Top cycling cities – Rotterdam in The Netherlands
Rotterdam has got to be one of the top cycling cities I’ve ever had the pleasure to bike round. While in town recently for the annual Traverse influencer conference I saw bicycles literally everywhere, most notably the sit-up-and-beg “Amsterdam” style variety. Not on the main roads as you might expect but along hundreds of km of dedicated (and segregated) cycle paths which allow both residents and visitors alike to cycle freely through, in, and around the whole city. The actual sheer volume of cycling in Rotterdam is pretty staggering. According to Bike Citizens, 80% of Rotterdammers own a bicycle, 160k (25%) of them cycle daily, and another 200k (32%) cycle on a weekly basis. Each day a wonderful 560k cycle trips are made in the city.
The top 20 list
A local friend of a friend said that even though the association with cycling might be stronger with Amsterdam, Rotterdam is far more pleasurable to cycle around. Amsterdam always features in the top 20 bike friendliest European cities in the world, together with the smaller town of Ultrecht, but based on my experience I was very surprised that Rotterdam didn’t appear in that list too. Maybe the judges thought they couldn’t get away with The Netherlands filling all the top slots?
Hire a bike and feel like a local
So what makes Rotterdam one of the top cycling cities? I hired a Fixiebrothers Amsterdam bike from the Stayokay hostel in the centre of town to find out. This bike being the closest I could get to an old original “Amsterdam” style bike. Its rear brake activated by pedalling backwards. Unusual but effective. I pedalled out into the city to explore the vacinity before heading west to see the historic suburb of Delfshaven. In fact the ride was so pleasurable, and on such smooth paths that when I checked my 14 mile route laster that evening on Strava it seemed I’d been cycling aimlessy backwards and forwards like a drunked spider. A completely chilled out day, just me and a bicycle, without a care in the world.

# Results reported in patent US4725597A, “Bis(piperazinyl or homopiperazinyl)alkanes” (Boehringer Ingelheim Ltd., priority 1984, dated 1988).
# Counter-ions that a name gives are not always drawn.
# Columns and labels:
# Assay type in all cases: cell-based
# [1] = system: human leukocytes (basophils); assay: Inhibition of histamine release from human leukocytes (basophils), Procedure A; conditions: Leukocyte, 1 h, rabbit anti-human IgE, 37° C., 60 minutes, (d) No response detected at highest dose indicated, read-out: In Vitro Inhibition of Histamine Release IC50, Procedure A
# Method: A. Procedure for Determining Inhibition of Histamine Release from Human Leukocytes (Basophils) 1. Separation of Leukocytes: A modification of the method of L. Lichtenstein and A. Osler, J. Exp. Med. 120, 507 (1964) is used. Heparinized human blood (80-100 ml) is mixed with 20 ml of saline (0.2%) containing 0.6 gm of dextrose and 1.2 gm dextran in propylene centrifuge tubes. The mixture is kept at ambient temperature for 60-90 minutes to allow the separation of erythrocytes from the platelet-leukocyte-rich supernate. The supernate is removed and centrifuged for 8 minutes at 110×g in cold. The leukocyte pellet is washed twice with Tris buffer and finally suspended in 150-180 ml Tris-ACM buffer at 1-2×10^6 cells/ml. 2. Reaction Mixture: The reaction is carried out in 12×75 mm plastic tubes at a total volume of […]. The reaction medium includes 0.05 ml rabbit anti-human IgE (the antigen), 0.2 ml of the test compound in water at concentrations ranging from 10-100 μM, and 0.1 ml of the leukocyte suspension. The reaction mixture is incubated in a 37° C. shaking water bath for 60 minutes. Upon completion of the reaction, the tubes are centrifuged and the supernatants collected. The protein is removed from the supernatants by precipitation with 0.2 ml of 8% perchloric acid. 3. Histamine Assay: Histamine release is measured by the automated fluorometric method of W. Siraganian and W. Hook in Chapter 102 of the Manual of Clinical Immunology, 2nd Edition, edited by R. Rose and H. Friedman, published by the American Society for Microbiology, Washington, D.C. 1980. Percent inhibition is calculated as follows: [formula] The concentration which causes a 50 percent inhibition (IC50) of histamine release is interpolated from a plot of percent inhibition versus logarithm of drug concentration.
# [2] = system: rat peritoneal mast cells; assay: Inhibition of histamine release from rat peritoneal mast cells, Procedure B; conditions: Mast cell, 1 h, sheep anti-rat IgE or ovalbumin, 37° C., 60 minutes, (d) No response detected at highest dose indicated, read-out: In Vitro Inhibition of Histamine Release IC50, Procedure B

Also to blend with the Rotterdammers I didn’t wear a helmet. Now I would do normally cycling around the streets of London, but here the slower speeds and safer segregated cycle paths meant that the perceived risk didn’t warrant wearing one. In fact it took me 2 hours to see a cyclist sporting a helmet and that was only because it was a “roadie” in full lycra gear. The helmet debate is whole discussion in itself but needless to say here in Rotterdam I can see why they don’t wear them.
Rotterdam has a “bike first” philosophy
What pleased me most was the overall bike culture and the obvious “bikes comes first” philosophy. The Dutch law of ‘strict liability’ helps to protect vulnerable road users from more powerful road users. Under this law, in crashes involving vulnerable road users (cyclists), unless it can be clearly proven that the vulnerable road user was at fault, the more powerful road user is found liable by default. This obviously makes Dutch drivers a lot more cautious around cyclists and pedestrians and is surely responsible for their safe roads. Bicycles even have priority on Rottersdam’s roundabouts in built up areas as shown in the image below. Here the car actually stopped on the roundabout to allow the cyclists to continue straight on.
Top cycling cities – joined up infrastructure
I was first greeted by this wonderful site when I headed out into Rotterdam during the first morning of my stay. Literally hundreds of bikes parked up double decker style next to one of Rotterdam’s smaller train stations! This wasn’t even the main Rotterdam Centraal station but a smaller one next to the Markthal. “Build it and they will come”. A great indication of this is when there’s dedicated and segregated safe cycle paths leading to transport hubs set up to allow plentiful bike storage. Residents here make full use of it to help keep them healthier, the roads clearer and generally make everyone feel a hell of a lot better! 🙂
So if I was going to recommend a European city break Rotterdam would be high up the list. It’s full of great modern architecture and it’s also now much easier to access from the UK. Eurostar now run direct trains from London St Pancras to Rotterdam from as little as £35 one way. Finally, when you arrive, there are safe streets to explore the vacinity and beyond by bicycle so Rotterdam certainly gets my vote!
You might even want to cycle the 10km out to Spijkinesse to find the Euro banknote bridges.